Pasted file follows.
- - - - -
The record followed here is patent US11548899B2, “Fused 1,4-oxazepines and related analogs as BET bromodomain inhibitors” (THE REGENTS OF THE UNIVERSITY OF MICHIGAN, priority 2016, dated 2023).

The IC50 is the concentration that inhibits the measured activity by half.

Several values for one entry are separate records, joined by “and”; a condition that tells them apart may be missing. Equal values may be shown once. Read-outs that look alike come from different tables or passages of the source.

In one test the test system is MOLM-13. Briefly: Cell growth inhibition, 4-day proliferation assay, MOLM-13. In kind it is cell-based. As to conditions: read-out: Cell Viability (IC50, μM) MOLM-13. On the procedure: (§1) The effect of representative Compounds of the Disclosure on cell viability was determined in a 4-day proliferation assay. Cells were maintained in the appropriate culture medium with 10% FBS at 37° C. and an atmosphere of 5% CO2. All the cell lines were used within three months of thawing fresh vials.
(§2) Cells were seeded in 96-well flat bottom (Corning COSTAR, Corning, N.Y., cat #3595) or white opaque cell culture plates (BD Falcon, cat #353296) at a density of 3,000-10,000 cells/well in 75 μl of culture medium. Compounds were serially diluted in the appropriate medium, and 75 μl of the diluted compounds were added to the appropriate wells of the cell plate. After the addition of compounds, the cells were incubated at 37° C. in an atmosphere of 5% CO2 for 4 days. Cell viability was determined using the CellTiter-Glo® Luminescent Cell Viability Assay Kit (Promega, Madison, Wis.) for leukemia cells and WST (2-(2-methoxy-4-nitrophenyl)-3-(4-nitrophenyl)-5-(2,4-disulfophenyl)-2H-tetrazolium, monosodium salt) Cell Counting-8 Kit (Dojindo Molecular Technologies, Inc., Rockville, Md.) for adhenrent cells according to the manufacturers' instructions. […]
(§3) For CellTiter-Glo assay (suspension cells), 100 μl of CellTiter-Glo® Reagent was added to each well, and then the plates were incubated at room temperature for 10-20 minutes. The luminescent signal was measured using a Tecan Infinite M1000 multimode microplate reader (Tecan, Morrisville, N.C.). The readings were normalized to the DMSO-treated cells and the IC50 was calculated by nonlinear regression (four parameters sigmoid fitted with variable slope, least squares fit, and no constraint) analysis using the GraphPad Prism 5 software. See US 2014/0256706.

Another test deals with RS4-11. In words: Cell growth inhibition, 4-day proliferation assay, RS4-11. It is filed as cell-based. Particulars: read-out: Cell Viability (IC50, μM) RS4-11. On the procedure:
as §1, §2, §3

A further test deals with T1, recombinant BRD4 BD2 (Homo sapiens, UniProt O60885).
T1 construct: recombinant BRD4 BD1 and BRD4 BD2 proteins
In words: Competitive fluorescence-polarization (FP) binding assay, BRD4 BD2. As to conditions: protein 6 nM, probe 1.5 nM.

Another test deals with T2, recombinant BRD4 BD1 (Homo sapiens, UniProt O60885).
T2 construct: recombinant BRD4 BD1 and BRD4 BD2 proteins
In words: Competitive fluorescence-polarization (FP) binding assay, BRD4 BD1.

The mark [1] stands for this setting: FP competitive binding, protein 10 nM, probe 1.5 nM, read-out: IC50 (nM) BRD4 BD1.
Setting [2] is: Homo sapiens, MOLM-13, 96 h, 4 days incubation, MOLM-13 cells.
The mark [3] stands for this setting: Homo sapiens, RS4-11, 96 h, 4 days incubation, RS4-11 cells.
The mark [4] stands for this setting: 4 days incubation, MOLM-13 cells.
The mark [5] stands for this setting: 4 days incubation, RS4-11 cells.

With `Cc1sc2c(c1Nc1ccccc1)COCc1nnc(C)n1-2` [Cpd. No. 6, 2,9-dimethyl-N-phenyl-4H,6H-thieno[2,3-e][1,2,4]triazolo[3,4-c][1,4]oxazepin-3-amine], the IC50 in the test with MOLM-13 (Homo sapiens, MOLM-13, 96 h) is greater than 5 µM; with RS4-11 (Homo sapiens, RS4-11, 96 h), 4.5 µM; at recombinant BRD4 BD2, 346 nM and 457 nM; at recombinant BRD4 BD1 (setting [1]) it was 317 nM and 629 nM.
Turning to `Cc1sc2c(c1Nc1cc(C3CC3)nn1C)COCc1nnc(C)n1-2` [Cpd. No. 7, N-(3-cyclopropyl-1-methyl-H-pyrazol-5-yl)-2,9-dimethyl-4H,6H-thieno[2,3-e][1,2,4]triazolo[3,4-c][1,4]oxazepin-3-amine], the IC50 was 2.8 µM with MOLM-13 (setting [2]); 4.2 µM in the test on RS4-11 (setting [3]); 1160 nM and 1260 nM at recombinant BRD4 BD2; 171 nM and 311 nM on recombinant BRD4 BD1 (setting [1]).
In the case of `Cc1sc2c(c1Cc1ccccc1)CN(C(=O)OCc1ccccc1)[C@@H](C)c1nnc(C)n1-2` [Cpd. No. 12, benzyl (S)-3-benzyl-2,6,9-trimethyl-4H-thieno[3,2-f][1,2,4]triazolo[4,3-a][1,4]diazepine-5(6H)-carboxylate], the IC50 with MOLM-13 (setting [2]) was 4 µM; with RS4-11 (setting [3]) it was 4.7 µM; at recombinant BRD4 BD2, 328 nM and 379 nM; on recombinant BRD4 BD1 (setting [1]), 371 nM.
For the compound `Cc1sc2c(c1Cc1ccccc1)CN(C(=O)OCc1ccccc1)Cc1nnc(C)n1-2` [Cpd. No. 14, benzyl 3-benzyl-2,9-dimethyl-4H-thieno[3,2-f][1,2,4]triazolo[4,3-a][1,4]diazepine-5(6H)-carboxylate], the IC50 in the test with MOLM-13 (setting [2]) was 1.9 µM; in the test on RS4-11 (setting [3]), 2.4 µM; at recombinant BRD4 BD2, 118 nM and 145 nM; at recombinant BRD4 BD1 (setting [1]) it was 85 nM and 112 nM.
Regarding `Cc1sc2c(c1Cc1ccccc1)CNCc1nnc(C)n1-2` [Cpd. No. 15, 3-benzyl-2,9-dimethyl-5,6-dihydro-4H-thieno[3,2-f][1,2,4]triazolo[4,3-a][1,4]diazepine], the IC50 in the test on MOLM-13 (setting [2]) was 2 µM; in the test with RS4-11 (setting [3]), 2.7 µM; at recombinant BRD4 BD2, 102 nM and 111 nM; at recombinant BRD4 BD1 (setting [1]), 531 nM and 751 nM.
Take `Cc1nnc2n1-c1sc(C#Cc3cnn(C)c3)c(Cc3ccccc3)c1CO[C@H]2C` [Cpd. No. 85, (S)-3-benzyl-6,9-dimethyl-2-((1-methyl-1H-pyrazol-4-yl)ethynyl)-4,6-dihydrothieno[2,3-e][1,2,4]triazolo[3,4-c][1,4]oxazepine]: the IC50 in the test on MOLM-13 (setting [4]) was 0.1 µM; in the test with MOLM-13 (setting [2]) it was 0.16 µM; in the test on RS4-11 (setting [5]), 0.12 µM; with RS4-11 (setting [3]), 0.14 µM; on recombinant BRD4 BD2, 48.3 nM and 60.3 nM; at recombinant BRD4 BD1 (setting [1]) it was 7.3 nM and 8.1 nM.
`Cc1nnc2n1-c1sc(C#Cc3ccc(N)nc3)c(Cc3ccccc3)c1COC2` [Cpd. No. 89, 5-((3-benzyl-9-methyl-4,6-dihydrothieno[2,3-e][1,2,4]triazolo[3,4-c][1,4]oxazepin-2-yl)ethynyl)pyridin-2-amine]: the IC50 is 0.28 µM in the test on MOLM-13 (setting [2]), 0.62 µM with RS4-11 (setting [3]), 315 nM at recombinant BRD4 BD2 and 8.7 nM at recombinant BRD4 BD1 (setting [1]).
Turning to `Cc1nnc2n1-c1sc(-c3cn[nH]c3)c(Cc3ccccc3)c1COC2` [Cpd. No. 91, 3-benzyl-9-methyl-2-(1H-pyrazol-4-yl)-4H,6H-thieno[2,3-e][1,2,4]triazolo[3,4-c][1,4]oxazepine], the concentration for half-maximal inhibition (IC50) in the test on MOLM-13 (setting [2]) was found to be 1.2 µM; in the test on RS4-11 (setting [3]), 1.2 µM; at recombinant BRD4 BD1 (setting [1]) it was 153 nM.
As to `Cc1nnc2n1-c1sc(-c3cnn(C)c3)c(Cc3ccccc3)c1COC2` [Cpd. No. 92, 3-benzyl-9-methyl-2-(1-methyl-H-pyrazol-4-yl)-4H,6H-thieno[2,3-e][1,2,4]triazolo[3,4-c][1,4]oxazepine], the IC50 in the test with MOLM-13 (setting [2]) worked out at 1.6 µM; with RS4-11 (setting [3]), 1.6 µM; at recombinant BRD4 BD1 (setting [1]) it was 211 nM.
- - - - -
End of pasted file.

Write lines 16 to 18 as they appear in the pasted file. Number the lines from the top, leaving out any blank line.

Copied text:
Setting [2] is: Homo sapiens, MOLM-13, 96 h, 4 days incubation, MOLM-13 cells.
The mark [3] stands for this setting: Homo sapiens, RS4-11, 96 h, 4 days incubation, RS4-11 cells.
The mark [4] stands for this setting: 4 days incubation, MOLM-13 cells.